Making A Wedding Guest List

 Following wedding etiquette will help to keep the peace and to make sure that no one was forgotten when planning the wedding guest list.


Wedding invitations are sent out about two months before the wedding. About six months before the wedding, the guest list should be finalized and agreed upon by both the bride and groom.


Making the Wedding Guest List


In general, the immediate families of the bride and groom are always invited. This includes parents, siblings, step-relatives, grandparents, aunts, uncles, and cousins. Other people to consider including are close friends and coworkers. For both the friend and work colleague categories, the guest should be well-known to the bride or groom and not just a new acquaintance.


If parents have a few close friends that they would like to invite, the bride and groom should consider including these friends. Some parents pay for part or all of the wedding. While this does not mean that they get to decide the whole wedding guest list, the bride and groom should allow them some say in the final count.


Wedding Planning - How Many Guests


Make a guest list that includes close family and friends. While compiling the list, and debating whether or not to invite additional guests, such as coworkers, family friends, or neighbors, consider several factors, including:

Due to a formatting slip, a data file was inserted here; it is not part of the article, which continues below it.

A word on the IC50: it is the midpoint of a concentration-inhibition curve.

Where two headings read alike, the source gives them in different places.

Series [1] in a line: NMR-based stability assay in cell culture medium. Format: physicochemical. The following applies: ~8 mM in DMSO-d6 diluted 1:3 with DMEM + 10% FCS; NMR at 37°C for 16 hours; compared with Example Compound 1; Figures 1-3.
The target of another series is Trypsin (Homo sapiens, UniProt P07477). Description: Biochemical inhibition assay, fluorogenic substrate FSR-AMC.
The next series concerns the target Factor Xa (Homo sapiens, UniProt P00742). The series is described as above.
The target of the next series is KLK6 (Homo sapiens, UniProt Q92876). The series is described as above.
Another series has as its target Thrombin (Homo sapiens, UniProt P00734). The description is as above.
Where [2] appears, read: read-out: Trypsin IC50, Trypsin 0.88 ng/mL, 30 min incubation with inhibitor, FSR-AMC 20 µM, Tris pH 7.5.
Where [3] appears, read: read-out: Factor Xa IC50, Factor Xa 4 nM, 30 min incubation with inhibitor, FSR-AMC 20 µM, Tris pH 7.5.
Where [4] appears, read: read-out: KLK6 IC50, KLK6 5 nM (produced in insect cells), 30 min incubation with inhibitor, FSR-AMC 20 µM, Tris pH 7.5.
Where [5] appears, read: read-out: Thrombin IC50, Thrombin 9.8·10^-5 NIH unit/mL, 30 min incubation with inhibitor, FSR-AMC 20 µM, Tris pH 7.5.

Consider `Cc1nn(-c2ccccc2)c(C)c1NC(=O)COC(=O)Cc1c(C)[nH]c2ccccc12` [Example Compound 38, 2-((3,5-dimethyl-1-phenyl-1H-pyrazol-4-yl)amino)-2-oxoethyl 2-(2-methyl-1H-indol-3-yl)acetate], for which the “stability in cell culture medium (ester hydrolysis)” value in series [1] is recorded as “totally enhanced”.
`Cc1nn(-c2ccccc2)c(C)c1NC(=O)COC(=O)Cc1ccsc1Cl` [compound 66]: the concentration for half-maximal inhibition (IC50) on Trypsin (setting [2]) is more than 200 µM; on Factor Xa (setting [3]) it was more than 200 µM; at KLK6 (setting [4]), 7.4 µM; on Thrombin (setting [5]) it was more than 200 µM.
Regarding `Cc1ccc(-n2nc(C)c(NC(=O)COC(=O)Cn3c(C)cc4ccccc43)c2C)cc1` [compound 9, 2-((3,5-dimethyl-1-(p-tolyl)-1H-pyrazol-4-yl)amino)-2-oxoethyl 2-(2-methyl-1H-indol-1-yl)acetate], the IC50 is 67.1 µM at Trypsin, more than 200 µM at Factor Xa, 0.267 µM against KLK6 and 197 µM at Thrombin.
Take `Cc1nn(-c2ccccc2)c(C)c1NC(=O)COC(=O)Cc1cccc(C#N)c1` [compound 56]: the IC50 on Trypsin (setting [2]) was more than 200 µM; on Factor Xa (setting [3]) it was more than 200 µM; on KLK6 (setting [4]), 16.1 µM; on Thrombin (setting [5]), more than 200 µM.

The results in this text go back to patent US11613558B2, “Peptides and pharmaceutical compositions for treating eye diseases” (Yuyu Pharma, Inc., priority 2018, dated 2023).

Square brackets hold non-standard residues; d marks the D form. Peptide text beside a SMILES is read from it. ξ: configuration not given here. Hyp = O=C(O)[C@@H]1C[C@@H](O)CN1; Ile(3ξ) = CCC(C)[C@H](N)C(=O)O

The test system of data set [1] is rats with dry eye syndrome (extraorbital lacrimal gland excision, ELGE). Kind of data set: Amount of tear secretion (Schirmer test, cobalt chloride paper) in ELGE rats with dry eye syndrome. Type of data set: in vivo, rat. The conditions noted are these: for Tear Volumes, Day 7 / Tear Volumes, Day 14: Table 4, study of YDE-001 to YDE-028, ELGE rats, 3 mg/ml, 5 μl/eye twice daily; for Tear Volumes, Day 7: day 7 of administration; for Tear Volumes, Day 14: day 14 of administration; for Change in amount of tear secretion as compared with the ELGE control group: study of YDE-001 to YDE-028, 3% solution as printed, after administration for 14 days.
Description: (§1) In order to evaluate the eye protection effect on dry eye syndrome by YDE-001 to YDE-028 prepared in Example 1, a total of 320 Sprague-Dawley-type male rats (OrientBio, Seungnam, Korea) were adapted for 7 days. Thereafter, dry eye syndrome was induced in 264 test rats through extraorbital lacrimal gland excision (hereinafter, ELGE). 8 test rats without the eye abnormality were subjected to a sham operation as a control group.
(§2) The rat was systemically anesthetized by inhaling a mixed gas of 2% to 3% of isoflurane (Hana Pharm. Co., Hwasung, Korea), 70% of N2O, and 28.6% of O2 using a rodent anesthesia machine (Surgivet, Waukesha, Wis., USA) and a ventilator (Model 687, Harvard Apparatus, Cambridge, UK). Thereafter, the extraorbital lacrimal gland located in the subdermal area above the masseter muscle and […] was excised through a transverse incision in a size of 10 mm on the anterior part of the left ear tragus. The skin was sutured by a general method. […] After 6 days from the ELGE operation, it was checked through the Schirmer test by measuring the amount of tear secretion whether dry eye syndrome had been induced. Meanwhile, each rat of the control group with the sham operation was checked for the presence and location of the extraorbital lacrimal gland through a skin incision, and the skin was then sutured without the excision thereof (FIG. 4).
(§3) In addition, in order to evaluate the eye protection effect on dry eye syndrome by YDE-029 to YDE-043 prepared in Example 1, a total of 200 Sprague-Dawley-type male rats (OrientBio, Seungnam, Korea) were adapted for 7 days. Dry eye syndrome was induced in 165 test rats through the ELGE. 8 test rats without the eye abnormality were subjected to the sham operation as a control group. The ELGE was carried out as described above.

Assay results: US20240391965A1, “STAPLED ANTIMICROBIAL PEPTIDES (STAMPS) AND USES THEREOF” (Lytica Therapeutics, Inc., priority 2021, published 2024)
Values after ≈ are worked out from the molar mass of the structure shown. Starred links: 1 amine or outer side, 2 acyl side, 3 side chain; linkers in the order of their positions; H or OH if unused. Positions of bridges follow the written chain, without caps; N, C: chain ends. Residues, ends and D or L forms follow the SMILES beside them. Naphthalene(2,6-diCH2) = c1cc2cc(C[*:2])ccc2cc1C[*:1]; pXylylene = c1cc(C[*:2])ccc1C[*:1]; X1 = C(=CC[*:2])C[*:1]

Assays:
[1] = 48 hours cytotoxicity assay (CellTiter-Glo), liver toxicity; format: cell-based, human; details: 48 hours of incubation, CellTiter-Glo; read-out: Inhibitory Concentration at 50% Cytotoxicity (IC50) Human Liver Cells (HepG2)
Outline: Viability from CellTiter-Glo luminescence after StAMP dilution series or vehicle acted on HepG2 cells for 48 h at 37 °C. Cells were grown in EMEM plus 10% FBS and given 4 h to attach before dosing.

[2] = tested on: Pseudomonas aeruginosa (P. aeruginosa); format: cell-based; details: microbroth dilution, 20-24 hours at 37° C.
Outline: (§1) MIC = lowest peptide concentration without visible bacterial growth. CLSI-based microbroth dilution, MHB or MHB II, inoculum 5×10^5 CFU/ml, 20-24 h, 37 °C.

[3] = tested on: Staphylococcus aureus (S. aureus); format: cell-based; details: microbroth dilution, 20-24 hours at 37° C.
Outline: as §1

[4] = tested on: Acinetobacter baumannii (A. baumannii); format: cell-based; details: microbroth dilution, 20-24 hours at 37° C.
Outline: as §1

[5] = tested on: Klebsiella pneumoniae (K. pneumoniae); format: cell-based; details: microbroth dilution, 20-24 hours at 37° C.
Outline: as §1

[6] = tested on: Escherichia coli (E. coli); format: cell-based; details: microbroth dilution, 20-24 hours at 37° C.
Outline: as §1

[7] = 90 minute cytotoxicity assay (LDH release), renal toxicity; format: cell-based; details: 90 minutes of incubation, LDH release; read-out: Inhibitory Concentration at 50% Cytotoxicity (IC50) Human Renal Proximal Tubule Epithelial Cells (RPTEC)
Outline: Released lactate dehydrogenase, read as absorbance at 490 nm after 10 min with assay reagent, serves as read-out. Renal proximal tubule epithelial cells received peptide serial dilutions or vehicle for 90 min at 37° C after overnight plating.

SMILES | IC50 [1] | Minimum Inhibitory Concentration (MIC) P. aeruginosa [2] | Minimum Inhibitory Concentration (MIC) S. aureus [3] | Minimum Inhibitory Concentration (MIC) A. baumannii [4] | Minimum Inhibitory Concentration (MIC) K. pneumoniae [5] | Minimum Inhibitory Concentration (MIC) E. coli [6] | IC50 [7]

1. Family dynamic - Some families keep close ties with extended families. Some are close with just their immediate relatives, like parents, siblings, and grandparents. Some families will tend to include children in the celebrations, while other families will hire babysitters and celebrate at an all-adult reception.

2. Personal preferences - While it is important to consider the wishes of parents and grandparents, the final invite list depends on the preference of the bride and groom.

3. Wedding style - Depending on the location of the wedding and reception, the guest list will be affected by variables such as travel time and expense for the guests and the budget limitations of the bride and groom. A destination wedding will likely mean a much smaller wedding guest list than a reception at a large rented hall.


When Kids are not Invited to the wedding


Whether or not children should be invited to a wedding can be a touchy subject and should be handled delicately. To address the issue of not inviting kids to the reception, the wedding invitation could read "adult reception to follow." To host an entire wedding that includes just adults, write something like: "we have reserved X seats for you."


If kids are not invited, write the name of the couple or individual on the envelope. When the envelope reads "and family," this implies that children are invited. If guests respond and have clearly misunderstood the directions, call each of these guests to explain the situation.


Other Wedding Guest List Tips


There are many other etiquette questions to consider. For instance, the RSVP card must include return postage. Also, when waiting for reply cards, give guests an extra week to return the cards before calling to inquire about their status.


When the final list is settled, remember to choose formal or informal wedding invitations to set the tone for guests. The style of the invitations offers a clue to guests of the style of the wedding.




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